Understanding Depth of Field
When done well, a photograph that has good control over the depth of field can add dramatically to the impact of the picture. When we are talking about depth of field, what we are referring to is a shot were the main subject of the picture is in sharp focus but other elements in the picture are blurred or out of focus. Two key terms to learn here are focal plane which is the area of the image that we want to have in sharp focus and bokeh which is the out of focus sections.
If you can master controlling the depth of field in your photographs you will be taking your photographs to a whole new level. What do we mean by controlling depth of field (DoF)? This is the effect where the subject is in sharp focus but the rest of the image is slightly out of focus. The effect is referred to as bokeh. The more bokeh, the more dramatic the blurring effect. In this article, we will discuss how to control the amount of bokeh in your images.
Being able to control the depth of field is not very easy on lower end cameras as you need to be able to shoot in either an aperture priority mode or in a full manual mode. If you have a fully automatic point and shoot then you will not be able to achieve the effect you want
The setting you need to be able to adjust is the aperture setting, the larger the aperture (the smaller the number) the shorter the focal plane will be. This is one reason that some people buy very fast (larger aperture) lenses. A less expensive lens may have an aperture range of something like f/4.0Â -Â f/5.6, while you will achieve some bokeh effect with this lens, it will not be as pronounced as it would be if the lens has a f/1.6 – f/2.8.
Without having a lens with a very large aperture, the other way to achieve a dramatic bokeh effect is to use a long zoom lens to shoot very close objects. Since a long lens won’t be able to focus on both something very close and things at a distance, you can achieve a strong bokeh if there is enough separation between the subject and the rest of the image.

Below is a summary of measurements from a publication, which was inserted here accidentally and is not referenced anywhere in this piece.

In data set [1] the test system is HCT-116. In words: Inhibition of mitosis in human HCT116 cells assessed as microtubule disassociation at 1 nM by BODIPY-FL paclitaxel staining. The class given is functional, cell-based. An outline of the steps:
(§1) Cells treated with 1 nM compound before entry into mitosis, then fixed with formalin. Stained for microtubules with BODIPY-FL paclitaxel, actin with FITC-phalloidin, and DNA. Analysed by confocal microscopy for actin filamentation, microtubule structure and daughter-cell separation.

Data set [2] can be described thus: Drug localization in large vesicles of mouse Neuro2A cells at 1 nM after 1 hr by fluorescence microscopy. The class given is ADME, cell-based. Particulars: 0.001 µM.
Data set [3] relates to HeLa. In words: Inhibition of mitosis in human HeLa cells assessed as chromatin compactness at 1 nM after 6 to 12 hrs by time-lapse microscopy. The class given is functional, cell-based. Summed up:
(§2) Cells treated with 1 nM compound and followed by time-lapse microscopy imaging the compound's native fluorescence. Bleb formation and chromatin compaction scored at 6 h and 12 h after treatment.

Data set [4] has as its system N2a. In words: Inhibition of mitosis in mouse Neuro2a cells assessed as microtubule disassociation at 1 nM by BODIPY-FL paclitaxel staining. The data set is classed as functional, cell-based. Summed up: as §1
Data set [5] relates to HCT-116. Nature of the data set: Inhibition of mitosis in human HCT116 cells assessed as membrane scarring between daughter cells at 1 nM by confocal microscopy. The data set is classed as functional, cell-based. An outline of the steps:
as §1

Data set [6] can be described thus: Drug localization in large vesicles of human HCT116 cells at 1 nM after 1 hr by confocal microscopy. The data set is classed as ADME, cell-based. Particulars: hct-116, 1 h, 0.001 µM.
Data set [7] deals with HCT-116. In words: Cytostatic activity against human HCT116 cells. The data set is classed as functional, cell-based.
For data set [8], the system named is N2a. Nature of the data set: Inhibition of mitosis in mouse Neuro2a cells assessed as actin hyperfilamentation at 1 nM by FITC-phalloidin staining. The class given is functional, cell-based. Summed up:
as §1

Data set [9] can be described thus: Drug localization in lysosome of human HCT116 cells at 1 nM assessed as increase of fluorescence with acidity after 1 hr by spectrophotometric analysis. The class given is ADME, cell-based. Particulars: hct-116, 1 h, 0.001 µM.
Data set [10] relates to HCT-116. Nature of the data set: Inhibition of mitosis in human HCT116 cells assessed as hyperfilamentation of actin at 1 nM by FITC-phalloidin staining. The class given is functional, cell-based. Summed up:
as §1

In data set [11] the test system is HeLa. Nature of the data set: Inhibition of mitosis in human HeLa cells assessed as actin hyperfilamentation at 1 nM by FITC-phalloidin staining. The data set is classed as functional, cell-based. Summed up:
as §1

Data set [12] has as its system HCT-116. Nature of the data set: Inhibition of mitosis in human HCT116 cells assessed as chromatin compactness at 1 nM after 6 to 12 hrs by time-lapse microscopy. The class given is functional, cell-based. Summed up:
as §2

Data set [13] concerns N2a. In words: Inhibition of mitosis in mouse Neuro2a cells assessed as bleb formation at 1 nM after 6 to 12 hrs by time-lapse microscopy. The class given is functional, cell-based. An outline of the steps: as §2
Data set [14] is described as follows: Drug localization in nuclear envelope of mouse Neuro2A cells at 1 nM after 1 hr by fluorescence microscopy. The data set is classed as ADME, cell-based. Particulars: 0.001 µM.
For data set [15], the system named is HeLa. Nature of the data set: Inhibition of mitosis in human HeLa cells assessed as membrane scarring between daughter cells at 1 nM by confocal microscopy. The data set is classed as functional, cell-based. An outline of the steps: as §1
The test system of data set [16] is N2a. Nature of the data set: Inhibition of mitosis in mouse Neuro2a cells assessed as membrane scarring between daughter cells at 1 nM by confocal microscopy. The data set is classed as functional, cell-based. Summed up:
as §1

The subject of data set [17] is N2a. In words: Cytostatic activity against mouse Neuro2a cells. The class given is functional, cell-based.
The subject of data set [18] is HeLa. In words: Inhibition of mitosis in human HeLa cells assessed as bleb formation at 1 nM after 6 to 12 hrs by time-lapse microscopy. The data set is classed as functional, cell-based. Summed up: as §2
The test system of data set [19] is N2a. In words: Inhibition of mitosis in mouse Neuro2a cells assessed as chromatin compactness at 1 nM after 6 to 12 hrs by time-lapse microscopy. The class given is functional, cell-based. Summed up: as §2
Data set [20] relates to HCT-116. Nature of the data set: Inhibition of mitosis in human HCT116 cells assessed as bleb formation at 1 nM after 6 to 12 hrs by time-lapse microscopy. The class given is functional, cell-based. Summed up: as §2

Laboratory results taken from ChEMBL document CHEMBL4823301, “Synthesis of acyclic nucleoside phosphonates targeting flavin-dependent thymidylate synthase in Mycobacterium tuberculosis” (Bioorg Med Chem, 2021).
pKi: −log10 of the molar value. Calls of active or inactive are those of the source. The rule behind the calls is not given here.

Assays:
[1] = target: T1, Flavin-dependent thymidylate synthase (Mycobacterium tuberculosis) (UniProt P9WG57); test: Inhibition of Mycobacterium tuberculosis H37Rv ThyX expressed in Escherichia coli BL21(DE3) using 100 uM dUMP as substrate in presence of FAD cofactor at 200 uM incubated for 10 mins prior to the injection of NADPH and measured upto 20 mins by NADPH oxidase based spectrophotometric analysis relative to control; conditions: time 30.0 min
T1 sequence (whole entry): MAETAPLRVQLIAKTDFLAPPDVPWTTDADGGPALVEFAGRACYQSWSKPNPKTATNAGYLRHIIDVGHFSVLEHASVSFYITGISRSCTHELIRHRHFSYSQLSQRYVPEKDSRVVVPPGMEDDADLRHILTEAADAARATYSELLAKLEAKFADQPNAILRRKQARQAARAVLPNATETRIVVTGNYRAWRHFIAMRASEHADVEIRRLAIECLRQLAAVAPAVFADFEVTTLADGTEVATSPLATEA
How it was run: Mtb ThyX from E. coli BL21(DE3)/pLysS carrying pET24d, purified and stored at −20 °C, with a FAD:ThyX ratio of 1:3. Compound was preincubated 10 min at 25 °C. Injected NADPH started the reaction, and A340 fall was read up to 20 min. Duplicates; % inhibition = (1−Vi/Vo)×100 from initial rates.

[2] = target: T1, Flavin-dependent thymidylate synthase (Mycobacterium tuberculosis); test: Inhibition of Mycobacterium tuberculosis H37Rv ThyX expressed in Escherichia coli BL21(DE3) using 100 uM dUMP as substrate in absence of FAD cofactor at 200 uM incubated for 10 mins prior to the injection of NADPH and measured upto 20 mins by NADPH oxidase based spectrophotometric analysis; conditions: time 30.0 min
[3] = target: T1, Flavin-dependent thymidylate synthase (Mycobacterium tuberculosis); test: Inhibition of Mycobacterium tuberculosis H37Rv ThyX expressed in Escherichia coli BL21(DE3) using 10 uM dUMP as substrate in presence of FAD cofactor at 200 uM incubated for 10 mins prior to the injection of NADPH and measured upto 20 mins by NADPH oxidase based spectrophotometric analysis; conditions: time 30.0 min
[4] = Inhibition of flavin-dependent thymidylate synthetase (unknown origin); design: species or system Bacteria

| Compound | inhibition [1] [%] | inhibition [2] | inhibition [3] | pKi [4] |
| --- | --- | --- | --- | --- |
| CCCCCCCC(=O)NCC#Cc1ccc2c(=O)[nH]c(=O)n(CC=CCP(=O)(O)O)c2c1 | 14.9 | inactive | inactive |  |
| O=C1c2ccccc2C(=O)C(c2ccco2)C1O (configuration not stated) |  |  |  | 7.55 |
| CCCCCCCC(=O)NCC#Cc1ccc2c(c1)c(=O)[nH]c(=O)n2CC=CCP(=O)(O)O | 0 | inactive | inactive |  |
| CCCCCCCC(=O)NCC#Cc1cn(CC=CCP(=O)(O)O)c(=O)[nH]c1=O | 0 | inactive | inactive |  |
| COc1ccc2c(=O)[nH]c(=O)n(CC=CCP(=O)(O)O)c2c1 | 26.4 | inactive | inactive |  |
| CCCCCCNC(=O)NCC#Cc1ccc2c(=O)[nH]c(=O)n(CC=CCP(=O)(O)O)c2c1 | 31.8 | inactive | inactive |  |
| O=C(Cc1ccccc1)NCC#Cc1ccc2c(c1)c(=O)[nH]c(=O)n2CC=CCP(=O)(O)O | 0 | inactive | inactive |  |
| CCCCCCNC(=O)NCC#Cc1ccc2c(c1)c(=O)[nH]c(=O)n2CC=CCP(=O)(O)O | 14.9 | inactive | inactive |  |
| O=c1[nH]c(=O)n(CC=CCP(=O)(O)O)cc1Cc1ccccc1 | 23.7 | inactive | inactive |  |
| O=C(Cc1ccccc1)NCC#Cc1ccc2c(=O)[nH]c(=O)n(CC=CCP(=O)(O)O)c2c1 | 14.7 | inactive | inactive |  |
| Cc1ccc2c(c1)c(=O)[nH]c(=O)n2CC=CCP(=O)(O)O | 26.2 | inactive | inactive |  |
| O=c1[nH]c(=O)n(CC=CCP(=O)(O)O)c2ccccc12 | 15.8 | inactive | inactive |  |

Diagram of decreasing aperture sizes
(increasing f-numbers) for “full stop”
increments (factor of two aperture area per
stop) – Source: Wikipedia
The aperture setting is the size of the opening that is used to let light into the camera and onto the sensor. The size of the opening is measured is F-stops. The confusing part is that the larger the aperture setting, the smaller the hole that will be used to take the picture. The reason why lenses with a very large aperture (smaller f-stop number) are more expensive is because the lenses require more engineering and typically use better and more complicated lens elements. These higher end lenses usually have glass that is manufacturered to higher tolerences and may include special coatings on the glass elements, this helps explain the high costs of the top end lenses.
The other side effect of getting a lens with a small f-stop number is that the smaller the f-stop, the more light will come in per image thus allowing you to shoot in lower light conditions. A lens with a f/1.8 can shoot well exposed pictures in a situation that is much darker than an f/4.0 lens could shoot in.
Why Control DoF?
So now that we know the how of controlling depth of field, let’s talk about why we would want to do this. Isn’t the goal of every picture to have the ultimate tack sharp image? Why would you intentionally blur part of the image? The simple answer is mood. Quite often, the background of an image may be distracting from the subject matter, think of a bride standing in front of a wall of flowers. In this case, the bride is obviously the main subject and anything else may distract from the subject, by blurring out the flowers behind the bride, you can retain some of the color and texture without the detail, adding a much more dramatic feel to the image.
One thing to be aware of is overdoing the bokeh effect. Since the eye is drawn to the lightest parts of an image first, a common problem with a heavy bokeh is creating a large blob of very light color, this can be more distracting to the image than if the background would have been in focus. Used right, the effects can be stunning.
When choosing a new lens, once you decide once you decide the focal range you are looking for, then you go for the lens with the largest aperture (again, lowest number) that you can afford. A common misconception with new photographers is that a lens labeled with a single aperture will only do that aperture. The labeling denotes the maximum aperture at the listed focal length, So if you have a 70-300 f/4.0 – f/5,6, then your maximum aperture at 70mm will be f/4.0 but will shrink to f/5.6 at 300mm. Whereas a 70-200 f/2.8 can maintain f/2.8 throughout the entire focal range but can also go to the minimum aperture of you camera (often f/22 or lower),
Now that you have these basics down, you should be able to tell that the faster (smaller f-stop number) the better able the lens is to shoot in darker conditions and when used at the lens’ maximum aperture, the more pronounced the bokeh effect will be.
Be sure and post some images that you have taken to the Flickr user group and tag them with DoF and cameradojo.